The bombastic "Jupiter" is a killer track, a devious infiltration of your sonic defenses and carpet-bombing your prog Spidey senses with bliss and glee. Martin extols the virtues of his throaty voice, piano firmly in the saddle, a chorus straight out of the PF cast, and a slow burn spiral axe solo that amuses and excites. There you go, lads!

With slapping waves, "The Sea" has an extended lead guitar flurry that is both exalting and visceral. A roller coaster ride that has all the classic blues traits, everyday lyrics full of longing and a standard rock delivery, bursting with emotion and collared by a whopping chorus. Arnie Burgoyne again leads his piano along without any hesitation.

The band has the balls to get a bit raunchy as a track like "Fat Cats" is so loaded with sweltering prize and aural stimulation that you start shaking your head, just like I did. Fresh, vibrant and mostly different than any of your pre-conceived expectations, these visceral brits get it! More bar-room brawn than pretty symphonics, the perspiration level here is quite apparent.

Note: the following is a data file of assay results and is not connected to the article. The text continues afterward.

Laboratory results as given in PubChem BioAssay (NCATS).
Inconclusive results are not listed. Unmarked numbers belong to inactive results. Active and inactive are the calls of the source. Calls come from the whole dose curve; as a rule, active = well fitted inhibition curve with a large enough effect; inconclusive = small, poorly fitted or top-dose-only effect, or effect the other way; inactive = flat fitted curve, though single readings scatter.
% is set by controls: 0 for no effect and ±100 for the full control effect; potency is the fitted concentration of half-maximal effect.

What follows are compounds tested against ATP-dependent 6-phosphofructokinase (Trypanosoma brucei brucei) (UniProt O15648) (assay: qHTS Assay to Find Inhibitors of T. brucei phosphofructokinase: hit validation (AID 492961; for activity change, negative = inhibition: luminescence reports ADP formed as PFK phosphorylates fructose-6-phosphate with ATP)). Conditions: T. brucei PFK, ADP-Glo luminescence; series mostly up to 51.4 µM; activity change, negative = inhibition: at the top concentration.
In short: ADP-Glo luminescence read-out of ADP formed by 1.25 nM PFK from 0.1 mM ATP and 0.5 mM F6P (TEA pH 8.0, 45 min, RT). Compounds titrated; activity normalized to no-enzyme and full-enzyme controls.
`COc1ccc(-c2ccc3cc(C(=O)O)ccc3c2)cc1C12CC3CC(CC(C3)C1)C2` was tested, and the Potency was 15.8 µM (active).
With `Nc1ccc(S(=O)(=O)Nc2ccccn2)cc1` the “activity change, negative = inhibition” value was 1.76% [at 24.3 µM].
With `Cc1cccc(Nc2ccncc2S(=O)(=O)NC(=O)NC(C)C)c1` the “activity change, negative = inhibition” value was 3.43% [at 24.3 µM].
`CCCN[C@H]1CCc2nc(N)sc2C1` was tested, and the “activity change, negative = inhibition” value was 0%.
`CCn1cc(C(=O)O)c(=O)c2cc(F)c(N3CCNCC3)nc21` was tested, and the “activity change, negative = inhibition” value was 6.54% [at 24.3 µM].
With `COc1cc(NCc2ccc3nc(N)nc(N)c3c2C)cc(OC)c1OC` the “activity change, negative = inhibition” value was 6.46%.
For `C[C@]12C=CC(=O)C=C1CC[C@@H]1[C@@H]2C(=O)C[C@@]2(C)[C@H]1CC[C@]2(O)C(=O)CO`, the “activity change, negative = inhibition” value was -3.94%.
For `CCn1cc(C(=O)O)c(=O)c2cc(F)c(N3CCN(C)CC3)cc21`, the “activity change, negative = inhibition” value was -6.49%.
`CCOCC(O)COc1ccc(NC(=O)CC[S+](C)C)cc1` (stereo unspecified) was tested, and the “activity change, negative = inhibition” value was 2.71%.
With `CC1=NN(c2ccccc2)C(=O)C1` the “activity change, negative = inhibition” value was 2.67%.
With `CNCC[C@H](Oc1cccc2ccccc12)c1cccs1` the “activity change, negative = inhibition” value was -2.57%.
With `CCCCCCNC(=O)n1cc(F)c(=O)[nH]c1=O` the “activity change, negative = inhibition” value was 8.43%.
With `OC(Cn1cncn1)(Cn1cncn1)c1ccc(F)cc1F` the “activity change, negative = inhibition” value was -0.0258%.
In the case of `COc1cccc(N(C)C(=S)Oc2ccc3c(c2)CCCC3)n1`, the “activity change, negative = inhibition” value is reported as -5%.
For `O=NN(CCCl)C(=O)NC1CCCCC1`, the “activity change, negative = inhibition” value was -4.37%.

On a track like "Cry For Help" , things really start heating up, a blues torch song with soothing backing vocals, a Beatles feel stemming from the harpsichord-like motif that sugar coats the roiling, smoking organ swirl that shovels the clean guitar melody, I even thought I was listening to Roy Buchanan for a sec! This is blues-rock at its very finest. Lashing out at 'government plans', is prog becoming political, perhaps?

The title track just keeps the palpitating ear even more delighted, a colossal explosion of deep felt genius. The focus here is on bombast a bit like the style Procol Harum did so well, way back when. Martin growls through like some drunken sailor who had listened only to Joe Cocker all his naval life. Blustering guitar, a dirty lead vocal, sweltering keys and a rhythm tandem that kicks ass, well you get this kind of beautiful ear candy. Wow!